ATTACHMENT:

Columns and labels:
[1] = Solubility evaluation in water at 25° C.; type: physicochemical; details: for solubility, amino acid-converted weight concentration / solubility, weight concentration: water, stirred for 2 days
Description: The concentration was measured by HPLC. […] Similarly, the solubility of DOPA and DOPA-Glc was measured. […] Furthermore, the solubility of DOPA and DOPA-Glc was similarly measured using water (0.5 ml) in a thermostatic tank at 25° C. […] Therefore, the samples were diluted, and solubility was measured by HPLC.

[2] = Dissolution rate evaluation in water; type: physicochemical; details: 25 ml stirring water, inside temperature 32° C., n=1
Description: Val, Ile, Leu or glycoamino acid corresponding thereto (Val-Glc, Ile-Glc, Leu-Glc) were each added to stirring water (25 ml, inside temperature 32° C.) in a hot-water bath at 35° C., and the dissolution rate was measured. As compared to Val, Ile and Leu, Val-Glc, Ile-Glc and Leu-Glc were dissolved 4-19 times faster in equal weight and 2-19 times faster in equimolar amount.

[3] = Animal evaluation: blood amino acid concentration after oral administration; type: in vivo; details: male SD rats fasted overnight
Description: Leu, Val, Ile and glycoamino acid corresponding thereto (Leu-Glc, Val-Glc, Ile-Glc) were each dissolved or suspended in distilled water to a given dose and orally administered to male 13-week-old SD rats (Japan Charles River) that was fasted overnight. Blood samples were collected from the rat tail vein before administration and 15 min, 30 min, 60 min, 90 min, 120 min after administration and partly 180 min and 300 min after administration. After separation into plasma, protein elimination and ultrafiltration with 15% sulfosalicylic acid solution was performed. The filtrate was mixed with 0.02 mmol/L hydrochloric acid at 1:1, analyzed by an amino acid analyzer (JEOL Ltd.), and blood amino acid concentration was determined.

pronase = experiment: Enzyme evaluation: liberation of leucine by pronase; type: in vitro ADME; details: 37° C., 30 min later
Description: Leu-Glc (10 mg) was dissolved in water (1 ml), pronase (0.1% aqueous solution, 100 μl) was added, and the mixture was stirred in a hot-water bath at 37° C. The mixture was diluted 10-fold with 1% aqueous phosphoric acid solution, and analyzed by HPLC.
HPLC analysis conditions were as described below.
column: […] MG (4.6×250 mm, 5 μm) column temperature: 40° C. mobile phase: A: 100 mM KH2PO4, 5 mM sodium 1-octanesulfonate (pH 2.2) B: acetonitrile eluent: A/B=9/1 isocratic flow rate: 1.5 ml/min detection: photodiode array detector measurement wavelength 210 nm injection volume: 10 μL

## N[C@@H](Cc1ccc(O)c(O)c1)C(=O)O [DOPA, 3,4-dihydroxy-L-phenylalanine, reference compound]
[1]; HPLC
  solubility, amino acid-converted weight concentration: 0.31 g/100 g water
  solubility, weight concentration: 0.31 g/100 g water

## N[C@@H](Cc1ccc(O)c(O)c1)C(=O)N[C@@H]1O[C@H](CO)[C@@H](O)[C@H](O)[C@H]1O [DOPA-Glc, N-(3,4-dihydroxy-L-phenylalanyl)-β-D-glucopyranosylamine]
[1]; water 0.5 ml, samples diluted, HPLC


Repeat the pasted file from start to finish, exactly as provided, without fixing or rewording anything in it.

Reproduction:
Columns and labels:
[1] = Solubility evaluation in water at 25° C.; type: physicochemical; details: for solubility, amino acid-converted weight concentration / solubility, weight concentration: water, stirred for 2 days
Description: The concentration was measured by HPLC. […] Similarly, the solubility of DOPA and DOPA-Glc was measured. […] Furthermore, the solubility of DOPA and DOPA-Glc was similarly measured using water (0.5 ml) in a thermostatic tank at 25° C. […] Therefore, the samples were diluted, and solubility was measured by HPLC.

[2] = Dissolution rate evaluation in water; type: physicochemical; details: 25 ml stirring water, inside temperature 32° C., n=1
Description: Val, Ile, Leu or glycoamino acid corresponding thereto (Val-Glc, Ile-Glc, Leu-Glc) were each added to stirring water (25 ml, inside temperature 32° C.) in a hot-water bath at 35° C., and the dissolution rate was measured. As compared to Val, Ile and Leu, Val-Glc, Ile-Glc and Leu-Glc were dissolved 4-19 times faster in equal weight and 2-19 times faster in equimolar amount.

[3] = Animal evaluation: blood amino acid concentration after oral administration; type: in vivo; details: male SD rats fasted overnight
Description: Leu, Val, Ile and glycoamino acid corresponding thereto (Leu-Glc, Val-Glc, Ile-Glc) were each dissolved or suspended in distilled water to a given dose and orally administered to male 13-week-old SD rats (Japan Charles River) that was fasted overnight. Blood samples were collected from the rat tail vein before administration and 15 min, 30 min, 60 min, 90 min, 120 min after administration and partly 180 min and 300 min after administration. After separation into plasma, protein elimination and ultrafiltration with 15% sulfosalicylic acid solution was performed. The filtrate was mixed with 0.02 mmol/L hydrochloric acid at 1:1, analyzed by an amino acid analyzer (JEOL Ltd.), and blood amino acid concentration was determined.

pronase = experiment: Enzyme evaluation: liberation of leucine by pronase; type: in vitro ADME; details: 37° C., 30 min later
Description: Leu-Glc (10 mg) was dissolved in water (1 ml), pronase (0.1% aqueous solution, 100 μl) was added, and the mixture was stirred in a hot-water bath at 37° C. The mixture was diluted 10-fold with 1% aqueous phosphoric acid solution, and analyzed by HPLC.
HPLC analysis conditions were as described below.
column: […] MG (4.6×250 mm, 5 μm) column temperature: 40° C. mobile phase: A: 100 mM KH2PO4, 5 mM sodium 1-octanesulfonate (pH 2.2) B: acetonitrile eluent: A/B=9/1 isocratic flow rate: 1.5 ml/min detection: photodiode array detector measurement wavelength 210 nm injection volume: 10 μL

## N[C@@H](Cc1ccc(O)c(O)c1)C(=O)O [DOPA, 3,4-dihydroxy-L-phenylalanine, reference compound]
[1]; HPLC
  solubility, amino acid-converted weight concentration: 0.31 g/100 g water
  solubility, weight concentration: 0.31 g/100 g water

## N[C@@H](Cc1ccc(O)c(O)c1)C(=O)N[C@@H]1O[C@H](CO)[C@@H](O)[C@H](O)[C@H]1O [DOPA-Glc, N-(3,4-dihydroxy-L-phenylalanyl)-β-D-glucopyranosylamine]
[1]; water 0.5 ml, samples diluted, HPLC